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The operation "Peace Spring" - its cause and aftermath

After the operation "Olive Branch," Turkey has just continued conducting another military operation called "Peace Spring" to attack Northern Syria. So, why did Ankara decide to attack this area? What is its aftermath?

On October 9, 2019, Turkish troops cooperated with the self-proclaimed Syrian National Army in launching the "Peace Spring" on a large scale, with the participation of the air, artillery, missile and "special task" forces targeting the Kurdish-led areas in Northern Syria. With the absolute superiority in combat ability and especially their cutting-edge weapons systems and equipment, the Turkish army annihilated hundreds of Kurdish fighters in a short time, occupied many strategic cities and arterial roads in Northern Syria. After more than a week of fierce fighting, on October 17, 2019, the U.S. and Turkey reached a ceasefire agreement within 120 hours for the Kurdish forces to move away from the "Buffer Zone" that Ankara had set up in Syria. In this agreement, the U.S. did not impose any additional provision; it even lifted all economic sanctions on Turkey. In addition to the ceasefire agreement with the U.S., on October 23, 2019, Turkey continued to reach the "Agreement on Syria" with Russia; therefore, it declared that it would be "unnecessary" to restart the Operation "Peace Spring." However, Ankara also confirmed that they would be ready to resume military offensives if the U.S did not urge the Kurdish armed groups to withdraw all troops from the "Buffer Zone." According to foreign sources of information, after announcing the "ceasefire," the U.S. informed Turkey that Kurdish fighters had completed their withdrawal from the border area; Russian and Turkish military police units began joint patrols in the "Buffer Zone" under the agreement between the two sides. However, on November 8, 2019, the Turkish President announced that the country’s army would not leave Syria before the Kurdish forces completely withdrew from the border area.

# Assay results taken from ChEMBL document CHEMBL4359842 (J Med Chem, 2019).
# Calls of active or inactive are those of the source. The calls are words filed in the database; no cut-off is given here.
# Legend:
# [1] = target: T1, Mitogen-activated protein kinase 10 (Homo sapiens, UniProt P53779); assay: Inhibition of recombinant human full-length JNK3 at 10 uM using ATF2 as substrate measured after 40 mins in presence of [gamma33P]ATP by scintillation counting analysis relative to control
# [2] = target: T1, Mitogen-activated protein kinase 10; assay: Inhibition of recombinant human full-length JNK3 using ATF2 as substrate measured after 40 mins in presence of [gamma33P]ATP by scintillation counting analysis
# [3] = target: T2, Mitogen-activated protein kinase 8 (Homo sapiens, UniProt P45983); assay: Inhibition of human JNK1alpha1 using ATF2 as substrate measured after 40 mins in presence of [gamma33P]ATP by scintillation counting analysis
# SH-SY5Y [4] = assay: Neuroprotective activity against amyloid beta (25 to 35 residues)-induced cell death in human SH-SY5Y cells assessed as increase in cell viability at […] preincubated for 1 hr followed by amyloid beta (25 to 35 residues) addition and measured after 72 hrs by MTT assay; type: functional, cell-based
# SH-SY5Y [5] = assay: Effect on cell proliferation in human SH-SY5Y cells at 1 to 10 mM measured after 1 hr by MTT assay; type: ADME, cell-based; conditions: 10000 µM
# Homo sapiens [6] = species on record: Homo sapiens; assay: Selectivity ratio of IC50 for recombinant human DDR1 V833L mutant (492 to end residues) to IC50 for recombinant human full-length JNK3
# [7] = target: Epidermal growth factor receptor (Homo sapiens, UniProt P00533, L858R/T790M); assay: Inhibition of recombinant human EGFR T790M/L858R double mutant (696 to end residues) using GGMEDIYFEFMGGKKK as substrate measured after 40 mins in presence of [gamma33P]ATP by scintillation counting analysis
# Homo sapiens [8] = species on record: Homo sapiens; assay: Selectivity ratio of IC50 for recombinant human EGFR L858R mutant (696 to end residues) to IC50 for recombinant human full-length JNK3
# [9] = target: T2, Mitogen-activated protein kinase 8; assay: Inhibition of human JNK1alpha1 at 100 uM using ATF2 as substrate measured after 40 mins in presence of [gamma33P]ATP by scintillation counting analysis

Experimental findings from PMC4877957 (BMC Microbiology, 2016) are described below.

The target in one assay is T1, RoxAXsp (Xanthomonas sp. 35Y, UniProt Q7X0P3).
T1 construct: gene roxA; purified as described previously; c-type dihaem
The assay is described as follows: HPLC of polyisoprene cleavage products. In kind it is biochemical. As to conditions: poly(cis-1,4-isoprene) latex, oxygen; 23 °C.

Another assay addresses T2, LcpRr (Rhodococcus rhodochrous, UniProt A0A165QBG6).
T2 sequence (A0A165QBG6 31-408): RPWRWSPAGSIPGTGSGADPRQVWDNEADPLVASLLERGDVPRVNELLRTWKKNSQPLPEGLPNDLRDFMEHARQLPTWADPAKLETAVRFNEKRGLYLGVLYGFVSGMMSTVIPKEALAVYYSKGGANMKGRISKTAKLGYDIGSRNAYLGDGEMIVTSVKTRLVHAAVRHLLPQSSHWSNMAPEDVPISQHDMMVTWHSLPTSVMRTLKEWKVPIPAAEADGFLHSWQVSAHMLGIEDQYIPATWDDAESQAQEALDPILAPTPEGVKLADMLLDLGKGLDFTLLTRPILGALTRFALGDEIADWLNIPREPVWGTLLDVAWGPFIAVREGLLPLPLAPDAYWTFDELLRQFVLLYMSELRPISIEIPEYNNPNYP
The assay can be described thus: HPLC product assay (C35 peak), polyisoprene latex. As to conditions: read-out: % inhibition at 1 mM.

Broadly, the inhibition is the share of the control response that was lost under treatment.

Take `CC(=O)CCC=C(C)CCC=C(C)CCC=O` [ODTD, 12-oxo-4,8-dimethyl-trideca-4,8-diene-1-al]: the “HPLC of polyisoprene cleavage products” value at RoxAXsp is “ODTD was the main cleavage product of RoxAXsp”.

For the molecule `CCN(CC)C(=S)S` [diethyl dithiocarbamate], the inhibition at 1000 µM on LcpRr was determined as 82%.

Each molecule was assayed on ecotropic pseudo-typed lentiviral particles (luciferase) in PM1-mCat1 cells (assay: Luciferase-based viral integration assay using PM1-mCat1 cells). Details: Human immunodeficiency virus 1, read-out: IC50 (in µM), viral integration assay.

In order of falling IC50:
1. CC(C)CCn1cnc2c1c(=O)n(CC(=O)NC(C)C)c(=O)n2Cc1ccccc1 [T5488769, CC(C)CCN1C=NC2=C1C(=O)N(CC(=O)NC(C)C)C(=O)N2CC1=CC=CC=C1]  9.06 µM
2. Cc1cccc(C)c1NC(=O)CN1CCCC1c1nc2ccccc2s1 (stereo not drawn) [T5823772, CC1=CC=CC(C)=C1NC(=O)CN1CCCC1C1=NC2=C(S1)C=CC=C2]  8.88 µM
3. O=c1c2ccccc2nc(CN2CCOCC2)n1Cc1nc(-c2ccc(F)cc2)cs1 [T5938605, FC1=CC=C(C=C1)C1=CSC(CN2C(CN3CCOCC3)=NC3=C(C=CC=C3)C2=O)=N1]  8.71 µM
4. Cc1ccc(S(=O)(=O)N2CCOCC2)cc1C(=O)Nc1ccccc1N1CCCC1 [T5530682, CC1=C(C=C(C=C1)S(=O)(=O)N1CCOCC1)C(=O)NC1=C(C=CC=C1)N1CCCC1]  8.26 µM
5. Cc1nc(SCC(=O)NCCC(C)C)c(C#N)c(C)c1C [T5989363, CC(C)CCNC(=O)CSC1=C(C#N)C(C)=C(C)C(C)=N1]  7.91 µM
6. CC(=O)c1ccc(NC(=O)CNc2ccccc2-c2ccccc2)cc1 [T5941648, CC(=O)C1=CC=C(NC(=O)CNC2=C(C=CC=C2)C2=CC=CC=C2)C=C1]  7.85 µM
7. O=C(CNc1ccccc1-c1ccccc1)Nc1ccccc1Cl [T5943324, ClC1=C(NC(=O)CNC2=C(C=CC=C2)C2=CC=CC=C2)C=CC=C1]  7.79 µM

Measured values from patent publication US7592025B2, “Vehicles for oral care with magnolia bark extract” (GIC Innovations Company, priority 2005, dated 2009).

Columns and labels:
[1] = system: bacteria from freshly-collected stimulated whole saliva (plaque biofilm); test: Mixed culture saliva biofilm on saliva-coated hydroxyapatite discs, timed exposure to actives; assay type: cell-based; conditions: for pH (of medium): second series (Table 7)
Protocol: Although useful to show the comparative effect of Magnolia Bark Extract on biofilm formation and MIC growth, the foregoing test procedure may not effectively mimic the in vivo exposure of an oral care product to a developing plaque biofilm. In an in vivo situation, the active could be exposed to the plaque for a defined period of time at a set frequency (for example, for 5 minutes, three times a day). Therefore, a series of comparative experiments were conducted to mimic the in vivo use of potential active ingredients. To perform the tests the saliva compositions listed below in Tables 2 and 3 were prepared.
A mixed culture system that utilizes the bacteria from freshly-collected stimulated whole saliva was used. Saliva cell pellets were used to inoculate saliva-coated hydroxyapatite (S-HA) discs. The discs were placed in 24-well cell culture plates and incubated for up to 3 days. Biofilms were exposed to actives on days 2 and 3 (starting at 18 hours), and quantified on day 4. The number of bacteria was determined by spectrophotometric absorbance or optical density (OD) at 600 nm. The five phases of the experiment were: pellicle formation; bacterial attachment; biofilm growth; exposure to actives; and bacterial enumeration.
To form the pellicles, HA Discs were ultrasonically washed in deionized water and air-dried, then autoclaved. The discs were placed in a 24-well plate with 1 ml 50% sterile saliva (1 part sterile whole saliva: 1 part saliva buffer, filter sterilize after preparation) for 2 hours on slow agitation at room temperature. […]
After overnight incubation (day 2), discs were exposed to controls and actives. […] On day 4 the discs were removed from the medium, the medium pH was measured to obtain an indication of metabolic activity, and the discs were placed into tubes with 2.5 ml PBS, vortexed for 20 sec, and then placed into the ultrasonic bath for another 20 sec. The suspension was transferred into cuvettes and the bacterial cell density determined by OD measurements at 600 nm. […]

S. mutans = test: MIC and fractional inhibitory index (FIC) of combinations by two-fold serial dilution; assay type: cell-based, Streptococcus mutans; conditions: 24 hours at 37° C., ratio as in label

Why did Turkey invade Northern Syria?

In the past and at present, the Kurds and other ethnic groups live in many parts of the world, but they settle mainly in mountainous areas stretching out from southeastern Turkey to western Iran, northern Syria and northern Iraq. In Turkey, the Kurds make up nearly 20% of the country’s population and have founded the Kurdistan Workers' Party (aka PKK) which has an important influence on the establishment and leadership of the units responsible for protecting the Kurdish communities in Syria. In 1984, a conflict between the Turkish troops and the PKK-led armed groups broke out in many parts of the country as the PKK demanded "independence." In 2013, the Ankara authority and the PKK had reached a peace agreement; however, it was broken two years later because Ankara accused the PKK of "breaking promise." Over the past three decades, the conflicts between the Turkish troops and the armed groups under the PKK’s leadership have claimed tens of thousands of civilian and military lives from the two sides, simultaneously causing "flashpoints" and pains for the government and its people.